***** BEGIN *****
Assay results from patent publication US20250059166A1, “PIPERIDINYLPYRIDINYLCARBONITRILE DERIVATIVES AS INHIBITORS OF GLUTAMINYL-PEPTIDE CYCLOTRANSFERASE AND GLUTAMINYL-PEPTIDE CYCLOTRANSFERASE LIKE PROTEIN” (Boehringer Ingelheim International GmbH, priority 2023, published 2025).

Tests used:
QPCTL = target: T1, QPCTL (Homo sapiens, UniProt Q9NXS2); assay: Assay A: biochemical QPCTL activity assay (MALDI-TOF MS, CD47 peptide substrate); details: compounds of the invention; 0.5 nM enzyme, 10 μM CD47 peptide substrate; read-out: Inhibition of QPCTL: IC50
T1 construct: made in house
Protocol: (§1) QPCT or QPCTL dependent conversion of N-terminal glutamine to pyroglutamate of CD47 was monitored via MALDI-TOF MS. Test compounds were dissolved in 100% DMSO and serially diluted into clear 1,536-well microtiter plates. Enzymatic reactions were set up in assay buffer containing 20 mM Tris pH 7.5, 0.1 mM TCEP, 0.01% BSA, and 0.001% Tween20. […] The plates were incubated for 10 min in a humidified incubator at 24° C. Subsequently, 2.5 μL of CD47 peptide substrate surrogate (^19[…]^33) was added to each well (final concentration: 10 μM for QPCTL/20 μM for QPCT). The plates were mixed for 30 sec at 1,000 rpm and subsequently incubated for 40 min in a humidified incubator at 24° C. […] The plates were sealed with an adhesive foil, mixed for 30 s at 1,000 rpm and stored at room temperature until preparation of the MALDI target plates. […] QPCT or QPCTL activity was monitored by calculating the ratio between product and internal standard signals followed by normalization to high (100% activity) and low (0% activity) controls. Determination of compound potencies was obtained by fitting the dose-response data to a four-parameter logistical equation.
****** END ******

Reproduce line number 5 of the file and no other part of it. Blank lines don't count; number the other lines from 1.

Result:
Protocol: (§1) QPCT or QPCTL dependent conversion of N-terminal glutamine to pyroglutamate of CD47 was monitored via MALDI-TOF MS. Test compounds were dissolved in 100% DMSO and serially diluted into clear 1,536-well microtiter plates. Enzymatic reactions were set up in assay buffer containing 20 mM Tris pH 7.5, 0.1 mM TCEP, 0.01% BSA, and 0.001% Tween20. […] The plates were incubated for 10 min in a humidified incubator at 24° C. Subsequently, 2.5 μL of CD47 peptide substrate surrogate (^19[…]^33) was added to each well (final concentration: 10 μM for QPCTL/20 μM for QPCT). The plates were mixed for 30 sec at 1,000 rpm and subsequently incubated for 40 min in a humidified incubator at 24° C. […] The plates were sealed with an adhesive foil, mixed for 30 s at 1,000 rpm and stored at room temperature until preparation of the MALDI target plates. […] QPCT or QPCTL activity was monitored by calculating the ratio between product and internal standard signals followed by normalization to high (100% activity) and low (0% activity) controls. Determination of compound potencies was obtained by fitting the dose-response data to a four-parameter logistical equation.